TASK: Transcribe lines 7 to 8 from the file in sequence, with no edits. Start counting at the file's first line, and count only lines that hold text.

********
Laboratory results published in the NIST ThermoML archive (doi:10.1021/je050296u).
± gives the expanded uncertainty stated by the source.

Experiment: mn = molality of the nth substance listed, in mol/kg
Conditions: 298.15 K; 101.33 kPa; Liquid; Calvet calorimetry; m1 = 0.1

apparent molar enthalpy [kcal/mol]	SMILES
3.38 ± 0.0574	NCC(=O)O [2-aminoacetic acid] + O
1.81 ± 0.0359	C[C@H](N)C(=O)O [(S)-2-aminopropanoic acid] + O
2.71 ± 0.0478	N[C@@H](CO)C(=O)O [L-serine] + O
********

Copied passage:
1.81 ± 0.0359	C[C@H](N)C(=O)O [(S)-2-aminopropanoic acid] + O
2.71 ± 0.0478	N[C@@H](CO)C(=O)O [L-serine] + O